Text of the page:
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Thinking in C++ Vol 2 - Practical Programming
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Consider how to write a program that converts strings representing floating-point numbers to their actual numeric values. To get things started, here s a generator that creates the strings:

//: C06:NumStringGen.h
// A random number generator that produces
// strings representing floating-point numbers.
#ifndef NUMSTRINGGEN_H
#define NUMSTRINGGEN_H
#include <cstdlib>
#include <string>

class NumStringGen {
const int sz; // Number of digits to make
public:
NumStringGen(int ssz = 5) : sz(ssz) {}
std::string operator()() {
std::string digits("0123456789");
const int ndigits = digits.size();
std::string r(sz, ' ');
// Don't want a zero as the first digit
r[0] = digits[std::rand() % (ndigits - 1)] + 1;
// Now assign the rest
for(int i = 1; i < sz; ++i)
if(sz >= 3 && i == sz/2)
r[i] = '.'; // Insert a decimal point
else
r[i] = digits[std::rand() % ndigits];
return r;
}
};
#endif // NUMSTRINGGEN_H ///:~

You tell it how big the strings should be when you create the NumStringGen object. The random number generator selects digits, and a decimal point is placed in the middle.

The following program uses NumStringGen to fill a vector<string>. However, to use the standard C library function atof( ) to convert the strings to floating-point numbers, the string objects must first be turned into char pointers, since there is no automatic type conversion from string to char*. The transform( ) algorithm can be used with mem_fun_ref( ) and string::c_str( ) to convert all the strings to char*, and then these can be transformed using atof.

//: C06:MemFun3.cpp
// Using mem_fun().
#include <algorithm>
#include <cstdlib>
#include <ctime>
#include <functional>
#include <iostream>
#include <iterator>
#include <string>
#include <vector>
#include "NumStringGen.h"
using namespace std;

int main() {
const int SZ = 9;
vector<string> vs(SZ);
// Fill it with random number strings:
srand(time(0)); // Randomize
generate(vs.begin(), vs.end(), NumStringGen());
copy(vs.begin(), vs.end(),
ostream_iterator<string>(cout, "\t"));
cout << endl;
const char* vcp[SZ];
transform(vs.begin(), vs.end(), vcp,
mem_fun_ref(&string::c_str));
vector<double> vd;
transform(vcp, vcp + SZ, back_inserter(vd),
std::atof);
cout.precision(4);
cout.setf(ios::showpoint);
copy(vd.begin(), vd.end(),
ostream_iterator<double>(cout, "\t"));
cout << endl;
} ///:~

This program does two transformations: one to convert strings to C-style strings (arrays of characters), and one to convert the C-style strings to numbers via atof( ). It would be nice to combine these two operations into one. After all, we can compose functions in mathematics, so why not C++?

The obvious approach takes the two functions as arguments and applies them in the proper order:

//: C06:ComposeTry.cpp
// A first attempt at implementing function composition.
#include <cassert>
#include <cstdlib>
#include <functional>
#include <iostream>
#include <string>
using namespace std;

template<typename R, typename E, typename F1, typename F2>
class unary_composer {
F1 f1;
F2 f2;
public:
unary_composer(F1 fone, F2 ftwo) : f1(fone), f2(ftwo) {}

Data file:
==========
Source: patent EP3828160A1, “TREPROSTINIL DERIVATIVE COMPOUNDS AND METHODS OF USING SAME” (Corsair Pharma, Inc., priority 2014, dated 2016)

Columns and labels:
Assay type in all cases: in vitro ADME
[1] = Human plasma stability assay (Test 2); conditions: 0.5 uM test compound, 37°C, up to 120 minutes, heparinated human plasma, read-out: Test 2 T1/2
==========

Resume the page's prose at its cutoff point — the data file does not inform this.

R operator()(E x) { return f1(f2(x)); }
};

template<typename R, typename E, typename F1, typename F2>
unary_composer<R, E, F1, F2> compose(F1 f1, F2 f2) {
return unary_composer<R, E, F1, F2>(f1, f2);
}

int main() {
double x = compose<double, const string&>(
atof, mem_fun_ref(&string::c_str))("12.34");
assert(x == 12.34);
} ///:~

The unary_composer object in this example stores the function pointers atof and string::c_str such that the latter function is applied first when its operator( ) is called. The compose( ) function adaptor is a convenience, so we don t need to supply all four template arguments explicitly F1 and F2 are deduced from the call.

It would be much better if we didn t need to supply any template arguments. This is achieved by adhering to the convention for type definitions for adaptable function objects. In other words, we will assume that the functions to be composed are adaptable. This requires that we use ptr_fun( ) for atof( ). For maximum flexibility, we also make unary_composer adaptable in case it gets passed to a function adaptor. The following program does so and easily solves the original problem:

//: C06:ComposeFinal.cpp {-edg}
#include <algorithm>
#include <cassert>
#include <cstdlib>
#include <functional>
#include <iostream>
#include <iterator>
#include <string>
#include <vector>
#include "NumStringGen.h"
using namespace std;

template<typename F1, typename F2> class unary_composer
: public unary_function<typename F2::argument_type,
typename F1::result_type> {
F1 f1;
F2 f2;
public:
unary_composer(F1 f1, F2 f2) : f1(f1), f2(f2) {}
typename F1::result_type
operator()(typename F2::argument_type x) {
return f1(f2(x));
}
};

template<typename F1, typename F2>
unary_composer<F1, F2> compose(F1 f1, F2 f2) {
return unary_composer<F1, F2>(f1, f2);
}

int main() {
const int SZ = 9;
vector<string> vs(SZ);
// Fill it with random number strings:
generate(vs.begin(), vs.end(), NumStringGen());
copy(vs.begin(), vs.end(),
ostream_iterator<string>(cout, "\t"));
cout << endl;
vector<double> vd;
transform(vs.begin(), vs.end(), back_inserter(vd),
compose(ptr_fun(atof), mem_fun_ref(&string::c_str)));
copy(vd.begin(), vd.end(),
ostream_iterator<double>(cout, "\t"));
cout << endl;
} ///:~

Once again we must use typename to let the compiler know that the member we are referring to is a nested type.

Some implementations[93] support composition of function objects as an extension, and the C++ Standards Committee is likely to add these capabilities to the next version of Standard C++.

Thinking in C++ Vol 2 - Practical Programming
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 Reproduced courtesy of Bruce Eckel, MindView, Inc. Design by Interspire